A skirted sofa with two pleats, rolled arms, and a straight cushion.

A skirted sofa with two pleats, rolled arms, and a straight cushion.

The Skirted Base

If you prefer the skirted look, you've got plenty of options. A skirted sofa still has legs, of course, but they are typically concealed by a flap of fabric. Skirts can have several pleats (or no pleats), boxed pleats, kick pleats, ruffles, or even fringed tassels!

There are many, many design elements to consider when you're purchasing a sofa. Don't let it overwhelm you! For the most part, you'll know if a sofa makes your short list within seconds of looking at (and sitting on) it. Consider your likes and dislikes before you start furniture shopping, and you'll be better able to communicate what you're looking for. 

Want help? If you're going shopping in High Point, North Carolina, give me a call at (336) 404-1040. I'll talk you through the most popular sofa designs, and help you find the sofa that works for you, your budget, and your interior decorating style. And my shopping advice and insider knowledge comes at no cost to you. Call me today, and let's get started!

Opposites Attract: Beautiful, Unexpected Color Combinations

Every yin has its yang, and that's true for colors as well. There are lots of ways to come up with a color palette for your room, but some color combinations just aren't intuitively obvious. These colors are opposite each other on the color wheel, but when you put them side by side, the results are stunning.

Copper and Teal

Have a brown leather sofa that you can't bear to part with? Incorporate it into your room by adding teal accents. This is the perfect color combination for a study. A warm brown pairs beautifully with a cooler teal. The look also works well in a formal dining room, where you can paint your walls teal to coordinate with a wooden dining room set. I love the lustrous jewel tone of Cape Verde by Sherwin-Williams.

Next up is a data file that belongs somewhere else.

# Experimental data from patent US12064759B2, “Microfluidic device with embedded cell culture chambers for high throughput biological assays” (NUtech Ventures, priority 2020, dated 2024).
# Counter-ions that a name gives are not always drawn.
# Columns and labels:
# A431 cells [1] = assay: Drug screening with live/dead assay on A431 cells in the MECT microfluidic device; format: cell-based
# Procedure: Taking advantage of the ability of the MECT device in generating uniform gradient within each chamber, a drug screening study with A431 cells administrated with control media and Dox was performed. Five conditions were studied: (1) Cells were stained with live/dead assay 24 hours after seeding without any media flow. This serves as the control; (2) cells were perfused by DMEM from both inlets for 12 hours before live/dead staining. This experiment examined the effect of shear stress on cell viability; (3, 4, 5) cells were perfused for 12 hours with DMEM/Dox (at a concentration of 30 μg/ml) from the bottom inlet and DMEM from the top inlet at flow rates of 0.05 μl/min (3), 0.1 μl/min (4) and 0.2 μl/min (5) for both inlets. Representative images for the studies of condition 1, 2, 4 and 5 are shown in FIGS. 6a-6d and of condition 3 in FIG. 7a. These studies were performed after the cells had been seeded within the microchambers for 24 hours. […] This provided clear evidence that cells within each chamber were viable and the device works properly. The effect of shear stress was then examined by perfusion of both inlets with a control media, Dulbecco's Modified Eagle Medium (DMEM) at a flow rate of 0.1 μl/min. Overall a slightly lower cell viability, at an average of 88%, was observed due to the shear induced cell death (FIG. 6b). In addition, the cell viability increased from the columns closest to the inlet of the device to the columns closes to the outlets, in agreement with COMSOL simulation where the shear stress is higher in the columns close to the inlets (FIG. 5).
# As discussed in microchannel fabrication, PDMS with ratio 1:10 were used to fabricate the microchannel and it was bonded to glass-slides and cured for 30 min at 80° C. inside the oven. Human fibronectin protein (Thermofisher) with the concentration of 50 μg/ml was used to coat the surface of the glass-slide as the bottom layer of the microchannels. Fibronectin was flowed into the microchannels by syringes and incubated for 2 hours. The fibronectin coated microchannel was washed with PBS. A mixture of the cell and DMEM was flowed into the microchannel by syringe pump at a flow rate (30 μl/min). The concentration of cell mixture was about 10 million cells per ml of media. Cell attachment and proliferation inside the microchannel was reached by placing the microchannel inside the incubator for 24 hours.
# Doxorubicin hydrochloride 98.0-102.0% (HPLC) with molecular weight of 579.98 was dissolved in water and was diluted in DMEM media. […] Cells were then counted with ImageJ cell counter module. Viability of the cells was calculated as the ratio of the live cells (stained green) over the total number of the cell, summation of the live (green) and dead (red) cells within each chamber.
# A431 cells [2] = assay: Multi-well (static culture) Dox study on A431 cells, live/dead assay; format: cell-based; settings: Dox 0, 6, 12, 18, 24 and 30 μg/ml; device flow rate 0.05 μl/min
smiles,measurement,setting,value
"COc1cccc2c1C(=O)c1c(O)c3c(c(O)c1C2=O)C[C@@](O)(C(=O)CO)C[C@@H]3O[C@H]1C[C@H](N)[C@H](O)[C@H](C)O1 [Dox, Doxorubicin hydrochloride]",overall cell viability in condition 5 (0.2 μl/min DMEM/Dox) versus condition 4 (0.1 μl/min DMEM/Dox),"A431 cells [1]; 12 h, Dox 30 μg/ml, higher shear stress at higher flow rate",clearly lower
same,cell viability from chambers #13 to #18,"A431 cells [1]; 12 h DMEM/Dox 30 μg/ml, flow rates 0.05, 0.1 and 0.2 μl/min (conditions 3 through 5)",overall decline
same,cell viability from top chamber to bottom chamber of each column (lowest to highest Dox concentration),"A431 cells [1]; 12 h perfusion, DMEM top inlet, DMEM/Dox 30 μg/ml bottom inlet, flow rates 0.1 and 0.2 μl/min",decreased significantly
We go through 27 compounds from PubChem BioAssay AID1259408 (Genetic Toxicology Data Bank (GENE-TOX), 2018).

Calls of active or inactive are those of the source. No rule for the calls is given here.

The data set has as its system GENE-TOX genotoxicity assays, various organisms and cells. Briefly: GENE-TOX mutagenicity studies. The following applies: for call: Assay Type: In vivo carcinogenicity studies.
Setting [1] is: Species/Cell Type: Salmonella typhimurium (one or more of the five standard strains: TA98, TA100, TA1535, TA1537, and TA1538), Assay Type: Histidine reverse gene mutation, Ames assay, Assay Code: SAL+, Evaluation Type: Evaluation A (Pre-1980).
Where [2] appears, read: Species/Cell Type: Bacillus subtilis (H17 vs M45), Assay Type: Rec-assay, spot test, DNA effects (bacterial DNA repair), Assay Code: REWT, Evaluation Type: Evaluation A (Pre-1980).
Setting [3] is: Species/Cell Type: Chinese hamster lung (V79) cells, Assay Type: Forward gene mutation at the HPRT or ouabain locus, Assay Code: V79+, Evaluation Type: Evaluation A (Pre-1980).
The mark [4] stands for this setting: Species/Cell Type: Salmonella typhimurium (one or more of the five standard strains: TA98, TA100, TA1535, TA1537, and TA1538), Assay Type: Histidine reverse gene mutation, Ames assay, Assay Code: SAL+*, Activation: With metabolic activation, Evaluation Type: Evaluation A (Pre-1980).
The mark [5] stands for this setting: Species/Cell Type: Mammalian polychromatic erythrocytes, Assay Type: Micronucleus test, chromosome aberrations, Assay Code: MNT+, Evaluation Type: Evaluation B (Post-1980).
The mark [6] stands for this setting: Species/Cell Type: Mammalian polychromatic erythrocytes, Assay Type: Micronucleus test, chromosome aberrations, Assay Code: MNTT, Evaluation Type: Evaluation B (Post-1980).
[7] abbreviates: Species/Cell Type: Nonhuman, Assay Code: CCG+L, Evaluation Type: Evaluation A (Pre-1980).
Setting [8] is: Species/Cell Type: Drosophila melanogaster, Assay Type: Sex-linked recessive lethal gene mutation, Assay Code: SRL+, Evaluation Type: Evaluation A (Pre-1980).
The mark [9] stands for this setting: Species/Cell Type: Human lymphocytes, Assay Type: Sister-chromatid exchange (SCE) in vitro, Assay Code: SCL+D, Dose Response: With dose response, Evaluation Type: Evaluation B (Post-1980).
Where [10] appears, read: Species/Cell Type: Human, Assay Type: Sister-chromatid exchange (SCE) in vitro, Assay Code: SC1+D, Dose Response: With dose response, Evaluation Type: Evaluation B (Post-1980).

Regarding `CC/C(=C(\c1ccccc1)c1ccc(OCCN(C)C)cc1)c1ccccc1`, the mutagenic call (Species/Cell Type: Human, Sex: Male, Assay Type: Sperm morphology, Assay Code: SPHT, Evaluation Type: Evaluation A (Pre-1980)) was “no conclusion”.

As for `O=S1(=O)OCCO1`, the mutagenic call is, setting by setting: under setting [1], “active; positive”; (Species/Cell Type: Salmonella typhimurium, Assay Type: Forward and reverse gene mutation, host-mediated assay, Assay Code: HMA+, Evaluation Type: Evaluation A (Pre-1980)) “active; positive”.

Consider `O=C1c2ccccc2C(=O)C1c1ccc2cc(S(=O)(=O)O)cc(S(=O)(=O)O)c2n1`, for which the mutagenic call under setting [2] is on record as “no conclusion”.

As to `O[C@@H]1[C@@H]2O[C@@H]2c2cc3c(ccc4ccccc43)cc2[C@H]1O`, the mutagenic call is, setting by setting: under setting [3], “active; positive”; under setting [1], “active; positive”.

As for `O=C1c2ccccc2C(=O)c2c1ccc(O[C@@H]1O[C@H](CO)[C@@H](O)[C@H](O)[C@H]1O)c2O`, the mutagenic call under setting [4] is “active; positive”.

Apple Green and Rose

Bright green and a softer rose make a fun and surprisingly sophisticated color combination. I love the way these colors make this teenage girl's bedroom look more mature than a little girl's room, while keeping things colorful and full of personality. In pastels, it's a great combination for a kitchen, especially if you want to coordinate painted cabinets with a backsplash.

Tangerine and Sky

This is a really unique and beautiful combination, but you'll want to emphasize the sky blue. Tangerine makes a wonderful, energetic accent color, but it shouldn't be the primary color for your room, especially if you're going with a bright shade like Benjamin Moore's Citrus Orange. Look for warmer shades of orange. I tend to lean towards red-orange rather than yellow-orange, and I usually use a satin or semi-gloss finish for this color to avoid a dull, carrot-like look.

Royal Purple and Butter Yellow 

Purple is so playful, and even works as a primary wall color (as evidenced by this picture from the Dutch Boy inspiration gallery). Don't feel like you have to go all in, though. This color palette works for small arrangements, too, like centerpieces for your dining room table or bouquets on the mantle. If you want, try reversing the shades and go with a bright, cheery yellow and a soft, pale lilac or lavender.

Remember, you don't have to commit exclusively to any of these color combinations. Start with a neutral base and add accent colors from there. A fuzzy teal throw blanket can add some much-needed warmth and texture to a leather sofa. A dresser painted with alternating tangerine and sky blue drawers will really pop in an all-white bedroom. Find a color combination you love, and accessorize your room with those colors. Look for things that make you smile when you see them. After all, shouldn't your home be filled with beautiful, cheerful things?